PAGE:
“Me, or the cat?” Nayeon teases, hand held out as the cat rubs his face along her fingers.


“I’m talking to Bbuyo,” Jihyo huffs. Right , Bbuyo is the cat. Nayeon scratches his chin and lets him curl into her lap. “He really likes you,” she says curiously.


Nayeon shrugs. “Most cats do. I probably knew him in his past life.” From the corner of her eye, she catches Jihyo with her mouth open dumbly and she laughs. “What? Is that hard to believe?”


Jihyo lifts her jaw, pulling her knees up higher until her laptop covers most of her face. “No,” she mumbles, “there’s just a lot I don’t know.”


Nayeon feels the sleepiness from her shift settling in as Bbuyo’s purrs fill the room, the repetitive action of stroking his fur lulling her to sleep. “Ask,” she says through a yawn.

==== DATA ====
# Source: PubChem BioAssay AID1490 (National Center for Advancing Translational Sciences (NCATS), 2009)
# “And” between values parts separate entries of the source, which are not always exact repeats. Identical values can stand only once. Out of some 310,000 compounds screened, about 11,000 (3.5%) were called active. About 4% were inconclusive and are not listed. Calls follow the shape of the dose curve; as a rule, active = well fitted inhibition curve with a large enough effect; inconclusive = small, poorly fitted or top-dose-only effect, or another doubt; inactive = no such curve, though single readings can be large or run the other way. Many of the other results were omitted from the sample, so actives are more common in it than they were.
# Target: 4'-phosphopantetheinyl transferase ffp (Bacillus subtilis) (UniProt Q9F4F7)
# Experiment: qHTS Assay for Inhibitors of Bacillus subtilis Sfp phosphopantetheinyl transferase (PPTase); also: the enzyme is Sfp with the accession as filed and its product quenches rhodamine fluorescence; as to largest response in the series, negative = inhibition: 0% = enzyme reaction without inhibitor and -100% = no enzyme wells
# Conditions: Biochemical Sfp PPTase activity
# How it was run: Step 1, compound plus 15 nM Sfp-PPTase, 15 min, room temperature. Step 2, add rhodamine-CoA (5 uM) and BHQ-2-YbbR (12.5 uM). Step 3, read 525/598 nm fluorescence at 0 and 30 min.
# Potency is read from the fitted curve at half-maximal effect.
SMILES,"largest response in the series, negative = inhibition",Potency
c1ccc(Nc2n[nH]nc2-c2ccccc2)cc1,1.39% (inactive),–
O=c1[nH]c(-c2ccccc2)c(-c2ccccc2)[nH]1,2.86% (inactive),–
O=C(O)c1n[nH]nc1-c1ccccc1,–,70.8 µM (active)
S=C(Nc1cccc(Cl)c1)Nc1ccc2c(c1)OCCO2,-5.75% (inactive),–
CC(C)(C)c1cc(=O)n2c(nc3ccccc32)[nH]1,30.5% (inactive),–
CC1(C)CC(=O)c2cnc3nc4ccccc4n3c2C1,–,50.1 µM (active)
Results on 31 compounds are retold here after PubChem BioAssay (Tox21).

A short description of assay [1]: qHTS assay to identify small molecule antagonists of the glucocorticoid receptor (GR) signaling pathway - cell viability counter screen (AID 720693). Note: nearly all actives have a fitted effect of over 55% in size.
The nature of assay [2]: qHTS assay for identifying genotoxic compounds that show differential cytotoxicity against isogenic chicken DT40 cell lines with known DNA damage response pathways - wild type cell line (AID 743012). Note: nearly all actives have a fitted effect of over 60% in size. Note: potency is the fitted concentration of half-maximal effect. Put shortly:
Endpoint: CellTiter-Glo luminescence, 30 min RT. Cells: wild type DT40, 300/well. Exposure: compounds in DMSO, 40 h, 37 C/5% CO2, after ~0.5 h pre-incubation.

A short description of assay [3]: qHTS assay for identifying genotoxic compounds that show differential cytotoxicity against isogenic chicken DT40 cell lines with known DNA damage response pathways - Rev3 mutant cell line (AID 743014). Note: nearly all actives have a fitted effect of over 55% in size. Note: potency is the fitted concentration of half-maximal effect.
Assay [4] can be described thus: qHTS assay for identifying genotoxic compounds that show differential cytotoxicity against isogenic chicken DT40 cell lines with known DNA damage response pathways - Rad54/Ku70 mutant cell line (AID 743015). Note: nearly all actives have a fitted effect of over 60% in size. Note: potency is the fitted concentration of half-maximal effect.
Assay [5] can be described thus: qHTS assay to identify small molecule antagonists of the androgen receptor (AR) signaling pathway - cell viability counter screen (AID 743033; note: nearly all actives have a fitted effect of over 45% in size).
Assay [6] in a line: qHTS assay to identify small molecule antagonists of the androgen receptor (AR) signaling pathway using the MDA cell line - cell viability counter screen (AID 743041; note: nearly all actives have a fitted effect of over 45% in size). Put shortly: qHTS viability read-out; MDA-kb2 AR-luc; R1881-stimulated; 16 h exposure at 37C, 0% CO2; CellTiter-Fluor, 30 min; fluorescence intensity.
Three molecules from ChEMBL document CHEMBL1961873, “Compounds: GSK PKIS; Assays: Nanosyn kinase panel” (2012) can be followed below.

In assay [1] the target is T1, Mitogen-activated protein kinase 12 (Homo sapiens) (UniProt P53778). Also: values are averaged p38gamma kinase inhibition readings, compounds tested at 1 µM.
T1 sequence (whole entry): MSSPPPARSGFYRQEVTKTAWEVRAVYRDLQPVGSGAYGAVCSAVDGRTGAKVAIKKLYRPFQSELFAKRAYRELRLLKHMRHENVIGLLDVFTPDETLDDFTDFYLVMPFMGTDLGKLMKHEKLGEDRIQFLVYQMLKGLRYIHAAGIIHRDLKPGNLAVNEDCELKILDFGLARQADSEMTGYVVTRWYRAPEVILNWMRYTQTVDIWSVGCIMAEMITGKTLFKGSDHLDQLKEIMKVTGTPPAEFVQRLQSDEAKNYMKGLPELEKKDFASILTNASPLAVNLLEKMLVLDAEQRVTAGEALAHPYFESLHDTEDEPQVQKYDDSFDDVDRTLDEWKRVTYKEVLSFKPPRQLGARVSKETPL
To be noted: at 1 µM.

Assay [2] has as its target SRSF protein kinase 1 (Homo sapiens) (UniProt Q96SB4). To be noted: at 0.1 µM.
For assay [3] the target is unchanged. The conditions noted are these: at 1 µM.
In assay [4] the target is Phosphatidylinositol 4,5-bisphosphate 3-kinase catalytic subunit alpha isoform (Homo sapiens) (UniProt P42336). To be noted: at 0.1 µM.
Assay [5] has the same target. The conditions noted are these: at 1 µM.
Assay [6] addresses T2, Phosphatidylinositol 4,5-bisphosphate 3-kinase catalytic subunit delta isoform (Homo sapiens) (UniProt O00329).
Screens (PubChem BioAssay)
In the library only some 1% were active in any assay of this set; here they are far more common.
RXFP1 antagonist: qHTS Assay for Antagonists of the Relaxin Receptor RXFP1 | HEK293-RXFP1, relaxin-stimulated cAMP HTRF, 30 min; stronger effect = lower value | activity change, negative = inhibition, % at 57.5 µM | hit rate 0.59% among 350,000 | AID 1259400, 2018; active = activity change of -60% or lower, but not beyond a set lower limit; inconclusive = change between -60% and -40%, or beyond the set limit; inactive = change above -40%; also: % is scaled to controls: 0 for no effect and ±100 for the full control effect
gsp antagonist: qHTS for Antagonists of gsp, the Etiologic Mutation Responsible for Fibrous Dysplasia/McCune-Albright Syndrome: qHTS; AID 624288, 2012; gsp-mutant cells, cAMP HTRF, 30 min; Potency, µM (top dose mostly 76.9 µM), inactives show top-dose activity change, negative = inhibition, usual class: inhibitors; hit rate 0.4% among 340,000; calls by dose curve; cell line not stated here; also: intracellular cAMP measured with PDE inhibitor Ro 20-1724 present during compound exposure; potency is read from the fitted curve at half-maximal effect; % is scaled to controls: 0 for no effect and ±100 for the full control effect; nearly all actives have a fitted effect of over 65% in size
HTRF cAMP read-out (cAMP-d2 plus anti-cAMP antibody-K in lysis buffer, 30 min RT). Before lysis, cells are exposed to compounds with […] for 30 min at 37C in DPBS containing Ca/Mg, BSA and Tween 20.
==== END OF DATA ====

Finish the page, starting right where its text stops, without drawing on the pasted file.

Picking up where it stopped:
Jihyo doesn’t say anything immediately, eyes seemingly focused on her laptop and Nayeon is content with massaging Bbuyo’s little head until he rolls over onto his back.


“How many times have you died?”


Nayeon nearly chokes her own tongue. Jihyo watches her, curious and a little bit shy and Nayeon feels a strange type of vulnerability rising in her chest. Naturally, she shatters it with a smirk.


“Don’t you know that’s rude to ask?” She teases, watches Jihyo roll her eyes. The vulnerability rises and falls but the answer still sits, waiting. It feels heavy—a weight on her lungs in the form of a number that she’s never spoken aloud. “Forty-eight,” she says, clearing her throat with a cough.  “Well, forty-nine, counting the car debacle. Hey, should we throw a party for my 50th?” 


Jihyo looks like she’s not entirely sure if she should laugh and Nayeon feels her worries slip away. “Too soon to make death jokes?” She asks. Jihyo nods slowly, but Nayeon catches the edges of her lips tipping upward. 


“Did you—you’re not a vampire, right?” Jihyo asks, voice getting quieter with each word.


“Why?” Nayeon asks, unable to avoid poking some fun at her. Her first time spilling her lifetime secrets to someone—she needs to have a little fun with it. “Would that scare you?”